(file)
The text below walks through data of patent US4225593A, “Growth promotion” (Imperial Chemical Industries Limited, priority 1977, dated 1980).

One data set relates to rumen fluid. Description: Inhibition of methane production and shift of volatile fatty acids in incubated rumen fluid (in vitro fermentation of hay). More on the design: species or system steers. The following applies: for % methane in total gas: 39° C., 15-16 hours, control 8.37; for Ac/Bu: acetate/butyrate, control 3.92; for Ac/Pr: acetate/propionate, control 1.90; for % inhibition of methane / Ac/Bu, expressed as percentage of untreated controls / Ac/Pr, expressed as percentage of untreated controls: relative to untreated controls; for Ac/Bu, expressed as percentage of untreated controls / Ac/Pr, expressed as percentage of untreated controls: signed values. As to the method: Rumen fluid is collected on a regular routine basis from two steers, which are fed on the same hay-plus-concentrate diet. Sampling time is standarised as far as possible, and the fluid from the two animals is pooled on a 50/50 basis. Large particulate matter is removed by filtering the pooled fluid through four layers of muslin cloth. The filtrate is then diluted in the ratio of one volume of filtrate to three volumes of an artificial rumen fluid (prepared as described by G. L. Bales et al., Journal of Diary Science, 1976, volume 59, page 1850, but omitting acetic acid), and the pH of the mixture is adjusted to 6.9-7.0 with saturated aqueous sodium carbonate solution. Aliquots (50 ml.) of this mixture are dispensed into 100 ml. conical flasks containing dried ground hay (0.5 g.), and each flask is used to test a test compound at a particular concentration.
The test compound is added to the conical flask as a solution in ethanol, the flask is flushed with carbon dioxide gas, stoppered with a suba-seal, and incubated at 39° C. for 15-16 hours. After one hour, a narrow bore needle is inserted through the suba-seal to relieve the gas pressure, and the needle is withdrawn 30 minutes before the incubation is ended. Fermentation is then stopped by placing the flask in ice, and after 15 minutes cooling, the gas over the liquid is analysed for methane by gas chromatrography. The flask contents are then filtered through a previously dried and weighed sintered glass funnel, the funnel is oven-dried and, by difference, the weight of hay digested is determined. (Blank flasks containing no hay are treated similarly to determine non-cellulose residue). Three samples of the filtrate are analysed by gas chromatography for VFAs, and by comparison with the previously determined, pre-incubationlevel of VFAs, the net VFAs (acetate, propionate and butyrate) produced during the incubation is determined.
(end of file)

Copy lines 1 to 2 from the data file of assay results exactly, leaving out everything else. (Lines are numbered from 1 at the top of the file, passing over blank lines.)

The text below walks through data of patent US4225593A, “Growth promotion” (Imperial Chemical Industries Limited, priority 1977, dated 1980).

One data set relates to rumen fluid. Description: Inhibition of methane production and shift of volatile fatty acids in incubated rumen fluid (in vitro fermentation of hay). More on the design: species or system steers. The following applies: for % methane in total gas: 39° C., 15-16 hours, control 8.37; for Ac/Bu: acetate/butyrate, control 3.92; for Ac/Pr: acetate/propionate, control 1.90; for % inhibition of methane / Ac/Bu, expressed as percentage of untreated controls / Ac/Pr, expressed as percentage of untreated controls: relative to untreated controls; for Ac/Bu, expressed as percentage of untreated controls / Ac/Pr, expressed as percentage of untreated controls: signed values. As to the method: Rumen fluid is collected on a regular routine basis from two steers, which are fed on the same hay-plus-concentrate diet. Sampling time is standarised as far as possible, and the fluid from the two animals is pooled on a 50/50 basis. Large particulate matter is removed by filtering the pooled fluid through four layers of muslin cloth. The filtrate is then diluted in the ratio of one volume of filtrate to three volumes of an artificial rumen fluid (prepared as described by G. L. Bales et al., Journal of Diary Science, 1976, volume 59, page 1850, but omitting acetic acid), and the pH of the mixture is adjusted to 6.9-7.0 with saturated aqueous sodium carbonate solution. Aliquots (50 ml.) of this mixture are dispensed into 100 ml. conical flasks containing dried ground hay (0.5 g.), and each flask is used to test a test compound at a particular concentration.